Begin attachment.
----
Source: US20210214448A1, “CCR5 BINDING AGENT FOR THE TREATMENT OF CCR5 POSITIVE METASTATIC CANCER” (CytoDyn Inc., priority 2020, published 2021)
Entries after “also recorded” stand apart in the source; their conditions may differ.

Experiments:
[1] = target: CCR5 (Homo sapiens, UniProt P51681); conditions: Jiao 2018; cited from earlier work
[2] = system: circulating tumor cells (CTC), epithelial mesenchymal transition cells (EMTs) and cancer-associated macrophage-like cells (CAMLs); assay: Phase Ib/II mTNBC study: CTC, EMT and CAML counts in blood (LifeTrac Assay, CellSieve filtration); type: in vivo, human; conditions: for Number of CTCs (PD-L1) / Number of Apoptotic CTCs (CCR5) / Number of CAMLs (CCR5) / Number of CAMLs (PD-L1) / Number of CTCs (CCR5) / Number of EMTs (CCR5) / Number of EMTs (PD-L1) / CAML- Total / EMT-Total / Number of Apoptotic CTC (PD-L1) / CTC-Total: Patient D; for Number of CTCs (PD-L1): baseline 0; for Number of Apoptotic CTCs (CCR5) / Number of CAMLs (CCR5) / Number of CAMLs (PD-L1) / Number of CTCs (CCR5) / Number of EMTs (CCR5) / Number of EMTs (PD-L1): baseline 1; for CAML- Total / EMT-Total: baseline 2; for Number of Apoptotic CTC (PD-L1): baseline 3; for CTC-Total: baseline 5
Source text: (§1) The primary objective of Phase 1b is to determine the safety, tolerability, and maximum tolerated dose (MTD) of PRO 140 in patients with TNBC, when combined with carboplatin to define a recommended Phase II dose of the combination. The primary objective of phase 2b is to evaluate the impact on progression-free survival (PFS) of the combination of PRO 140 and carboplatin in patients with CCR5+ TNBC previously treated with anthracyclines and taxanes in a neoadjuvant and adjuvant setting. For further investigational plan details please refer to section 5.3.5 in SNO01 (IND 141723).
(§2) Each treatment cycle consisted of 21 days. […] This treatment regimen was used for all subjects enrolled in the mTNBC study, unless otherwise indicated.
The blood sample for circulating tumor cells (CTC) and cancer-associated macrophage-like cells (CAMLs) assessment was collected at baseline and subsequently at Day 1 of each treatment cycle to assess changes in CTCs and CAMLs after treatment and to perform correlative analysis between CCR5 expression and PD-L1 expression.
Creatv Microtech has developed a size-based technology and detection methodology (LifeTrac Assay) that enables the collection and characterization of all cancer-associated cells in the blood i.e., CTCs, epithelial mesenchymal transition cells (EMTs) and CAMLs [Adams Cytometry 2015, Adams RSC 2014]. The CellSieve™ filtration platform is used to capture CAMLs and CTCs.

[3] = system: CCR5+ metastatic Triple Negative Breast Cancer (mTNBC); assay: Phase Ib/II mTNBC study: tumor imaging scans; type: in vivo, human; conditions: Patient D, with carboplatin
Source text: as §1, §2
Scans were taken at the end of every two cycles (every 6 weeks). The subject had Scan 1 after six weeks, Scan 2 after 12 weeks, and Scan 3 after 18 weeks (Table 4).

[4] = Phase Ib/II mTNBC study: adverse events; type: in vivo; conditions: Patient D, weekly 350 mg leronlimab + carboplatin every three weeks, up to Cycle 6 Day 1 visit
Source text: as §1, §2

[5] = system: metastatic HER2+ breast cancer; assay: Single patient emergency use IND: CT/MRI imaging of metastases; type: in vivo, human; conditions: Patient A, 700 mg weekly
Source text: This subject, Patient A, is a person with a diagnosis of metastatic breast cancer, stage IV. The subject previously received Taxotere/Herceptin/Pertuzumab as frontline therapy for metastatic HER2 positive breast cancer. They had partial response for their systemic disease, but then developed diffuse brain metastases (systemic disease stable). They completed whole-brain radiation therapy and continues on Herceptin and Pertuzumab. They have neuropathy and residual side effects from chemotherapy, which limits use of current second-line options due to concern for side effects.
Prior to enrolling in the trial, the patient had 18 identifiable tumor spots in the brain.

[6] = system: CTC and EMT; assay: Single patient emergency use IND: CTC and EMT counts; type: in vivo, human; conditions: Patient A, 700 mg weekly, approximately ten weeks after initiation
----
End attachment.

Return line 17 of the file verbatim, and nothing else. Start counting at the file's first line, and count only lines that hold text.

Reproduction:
Prior to enrolling in the trial, the patient had 18 identifiable tumor spots in the brain.